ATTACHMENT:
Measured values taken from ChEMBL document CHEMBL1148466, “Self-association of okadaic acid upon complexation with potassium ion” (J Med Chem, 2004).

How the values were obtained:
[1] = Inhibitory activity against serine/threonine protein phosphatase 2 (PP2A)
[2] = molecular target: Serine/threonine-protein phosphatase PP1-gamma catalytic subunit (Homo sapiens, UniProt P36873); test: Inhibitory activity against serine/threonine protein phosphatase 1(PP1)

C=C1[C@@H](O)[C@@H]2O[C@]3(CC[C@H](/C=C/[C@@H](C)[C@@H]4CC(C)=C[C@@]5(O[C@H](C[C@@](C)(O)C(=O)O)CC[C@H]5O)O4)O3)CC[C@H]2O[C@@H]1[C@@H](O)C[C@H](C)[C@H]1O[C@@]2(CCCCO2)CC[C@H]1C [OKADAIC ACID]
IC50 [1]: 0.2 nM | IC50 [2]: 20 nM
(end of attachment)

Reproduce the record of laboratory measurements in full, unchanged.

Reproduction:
Measured values taken from ChEMBL document CHEMBL1148466, “Self-association of okadaic acid upon complexation with potassium ion” (J Med Chem, 2004).

How the values were obtained:
[1] = Inhibitory activity against serine/threonine protein phosphatase 2 (PP2A)
[2] = molecular target: Serine/threonine-protein phosphatase PP1-gamma catalytic subunit (Homo sapiens, UniProt P36873); test: Inhibitory activity against serine/threonine protein phosphatase 1(PP1)

C=C1[C@@H](O)[C@@H]2O[C@]3(CC[C@H](/C=C/[C@@H](C)[C@@H]4CC(C)=C[C@@]5(O[C@H](C[C@@](C)(O)C(=O)O)CC[C@H]5O)O4)O3)CC[C@H]2O[C@@H]1[C@@H](O)C[C@H](C)[C@H]1O[C@@]2(CCCCO2)CC[C@H]1C [OKADAIC ACID]
IC50 [1]: 0.2 nM | IC50 [2]: 20 nM